Net Zero Building Nears Completion in Edmonton

the mosaic centre for conscious community and commerce is nearly ready for occupancy, which could make it the most northerly net-zero structure on the planet.


>” […] The Edmonton centre’s designers and builders are hoping that others can learn from the project that sustainable design doesn’t have to be costly or time consuming – so much so that they have made the contract, calculations and drawings available to anyone.

The City of Edmonton said the Mosaic Centre will be the world’s most northerly commercial building to achieve net zero status, the city’s first designated LEED platinum building, the first in Alberta to be petal certified by the Living Building Challenge and Canada’s first triple bottom line commercial building.

Once completed, the new 30,000 square foot building will include  photovoltaic panels that will cover much of the roof.

It will also have LED lighting designed with a time-clock/daylight controller to meet minimum light levels and a geo-exchange system which will draw heat in winter and coolant in summer.

The 32 bore hole geothermal system reduced the size of the system by 40 kW, saving about $150,000.

It was built 25 per cent ahead of schedule and five per cent under budget.

HKA architect Vedran Skopac, who worked on the project, said it was done to prove to the industry that complex, sustainable buildings can be delivered on time, on budget and without animosity between the parties.

He said the key to this all started with using Integrated Project Delivery (IPD).

The model emphasizes collaboration at an early stage and encourages all the participants to use their talents and insights throughout the different stages for best results.

“It goes all the way down to the end of the line of the tradesmen,” Skopac said.

“We invested so much in designing the process, and training and making everyone a leader.”

Skopac said a major influence on designing the actual structure was creating collision spaces, or places where building residents would be forced to meet and interact.

Skopac also wanted to influence sustainable behavior, like making windows easy to operate and open rather than using air conditioning, and making natural light penetrate deep into the building rather than encourage residents to turn on lights. […]”<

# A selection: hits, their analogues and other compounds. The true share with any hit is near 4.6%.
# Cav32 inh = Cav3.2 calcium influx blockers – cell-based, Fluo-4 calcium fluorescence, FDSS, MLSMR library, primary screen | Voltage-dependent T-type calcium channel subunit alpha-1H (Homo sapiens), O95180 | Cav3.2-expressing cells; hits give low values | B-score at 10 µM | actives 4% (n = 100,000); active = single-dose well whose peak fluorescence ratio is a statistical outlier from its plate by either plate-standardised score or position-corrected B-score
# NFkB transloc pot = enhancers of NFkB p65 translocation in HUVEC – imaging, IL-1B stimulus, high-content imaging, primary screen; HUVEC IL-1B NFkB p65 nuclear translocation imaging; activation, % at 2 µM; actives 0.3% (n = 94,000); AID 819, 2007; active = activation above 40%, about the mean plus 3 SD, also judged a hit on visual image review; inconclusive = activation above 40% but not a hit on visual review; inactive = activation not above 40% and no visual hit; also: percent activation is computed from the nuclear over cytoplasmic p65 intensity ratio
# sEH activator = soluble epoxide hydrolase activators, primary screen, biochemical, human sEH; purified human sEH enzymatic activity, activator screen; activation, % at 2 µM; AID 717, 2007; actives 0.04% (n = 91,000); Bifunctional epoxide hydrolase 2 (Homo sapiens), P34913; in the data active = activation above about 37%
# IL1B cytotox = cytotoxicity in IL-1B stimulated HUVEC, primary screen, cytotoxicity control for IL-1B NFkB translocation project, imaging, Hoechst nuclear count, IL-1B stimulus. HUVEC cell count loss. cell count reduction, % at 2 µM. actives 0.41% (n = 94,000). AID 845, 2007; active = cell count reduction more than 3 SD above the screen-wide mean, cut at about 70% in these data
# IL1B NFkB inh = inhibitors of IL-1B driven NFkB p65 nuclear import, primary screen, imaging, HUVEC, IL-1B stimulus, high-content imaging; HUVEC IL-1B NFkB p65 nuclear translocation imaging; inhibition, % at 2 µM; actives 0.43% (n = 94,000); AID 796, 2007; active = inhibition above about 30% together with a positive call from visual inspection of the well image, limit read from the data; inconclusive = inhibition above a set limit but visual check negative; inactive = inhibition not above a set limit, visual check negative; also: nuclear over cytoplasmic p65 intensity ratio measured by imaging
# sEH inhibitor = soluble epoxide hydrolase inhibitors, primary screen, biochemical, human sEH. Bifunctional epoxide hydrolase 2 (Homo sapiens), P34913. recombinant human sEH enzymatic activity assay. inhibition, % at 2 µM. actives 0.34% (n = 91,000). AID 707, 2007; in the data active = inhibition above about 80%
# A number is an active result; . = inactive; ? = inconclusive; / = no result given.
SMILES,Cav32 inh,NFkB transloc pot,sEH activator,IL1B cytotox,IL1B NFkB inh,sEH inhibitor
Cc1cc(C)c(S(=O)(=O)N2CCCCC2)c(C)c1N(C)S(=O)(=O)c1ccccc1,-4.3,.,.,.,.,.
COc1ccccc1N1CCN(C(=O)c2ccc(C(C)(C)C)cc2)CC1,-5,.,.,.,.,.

See on Scoop.itGreen Building Design – Architecture & Engineering


Council plans ambitious geothermal energy facility in Crewe

See on Scoop.itGreen Energy Technologies & Development

PLANS to extract geothermal energy from beneath Crewe are being explored by Cheshire East Council (CEC). The town has been identified as one of only six sites in the UK with the potential to deliver the renewable energy source.

Duane Tilden‘s insight:

>The council point to independent studies that show parts of the borough are sitting on enough natural energy supplies to heat every home in Cheshire East for centuries.

Boreholes 4km deep will be drilled to access 100c hot water beneath the Cheshire Basin. The water could then be extracted and the steam used to drive turbines for electricity generation.

An independent study will now be commissioned to report on both the suitability of the site and how the extraction could take place.<

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Go geothermal to maximize energy efficiency

See on Scoop.itGreen Building Design – Architecture & Engineering

A huge leap in energy conservation, and undoubtedly the most innovative of all energy saving tactics has its origins in the earth itself

Duane Tilden‘s insight:

>This geothermal system provides a quiet environment with a consistent temperature throughout the house or building; efficiently comfortable in the winter, and cool in the summer. The heating or cooling mode can be changed with a simple switch on the indoor thermostat. With virtually no use of fossil fuel, costs for heating and cooling for a typical 4,000-square-foot home can run as low as $2 per day/$60 per month.<

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